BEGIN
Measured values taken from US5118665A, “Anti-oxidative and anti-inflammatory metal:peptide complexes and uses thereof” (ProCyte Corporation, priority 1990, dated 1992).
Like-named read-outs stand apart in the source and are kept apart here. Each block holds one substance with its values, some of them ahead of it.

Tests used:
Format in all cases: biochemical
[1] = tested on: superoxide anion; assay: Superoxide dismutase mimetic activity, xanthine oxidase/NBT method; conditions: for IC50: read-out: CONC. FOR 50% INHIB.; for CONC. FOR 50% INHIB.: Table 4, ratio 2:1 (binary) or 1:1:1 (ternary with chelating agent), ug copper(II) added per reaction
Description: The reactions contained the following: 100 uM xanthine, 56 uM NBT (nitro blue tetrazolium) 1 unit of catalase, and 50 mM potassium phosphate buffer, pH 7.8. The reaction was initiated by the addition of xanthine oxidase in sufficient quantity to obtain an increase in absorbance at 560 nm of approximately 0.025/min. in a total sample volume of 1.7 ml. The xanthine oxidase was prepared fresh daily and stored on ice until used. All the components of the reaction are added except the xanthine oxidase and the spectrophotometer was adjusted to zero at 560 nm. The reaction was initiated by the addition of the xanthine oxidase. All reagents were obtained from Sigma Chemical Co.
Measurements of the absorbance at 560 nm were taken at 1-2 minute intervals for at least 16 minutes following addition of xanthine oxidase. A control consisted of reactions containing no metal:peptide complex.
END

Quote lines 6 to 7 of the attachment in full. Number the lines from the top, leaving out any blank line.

Description: The reactions contained the following: 100 uM xanthine, 56 uM NBT (nitro blue tetrazolium) 1 unit of catalase, and 50 mM potassium phosphate buffer, pH 7.8. The reaction was initiated by the addition of xanthine oxidase in sufficient quantity to obtain an increase in absorbance at 560 nm of approximately 0.025/min. in a total sample volume of 1.7 ml. The xanthine oxidase was prepared fresh daily and stored on ice until used. All the components of the reaction are added except the xanthine oxidase and the spectrophotometer was adjusted to zero at 560 nm. The reaction was initiated by the addition of the xanthine oxidase. All reagents were obtained from Sigma Chemical Co.
Measurements of the absorbance at 560 nm were taken at 1-2 minute intervals for at least 16 minutes following addition of xanthine oxidase. A control consisted of reactions containing no metal:peptide complex.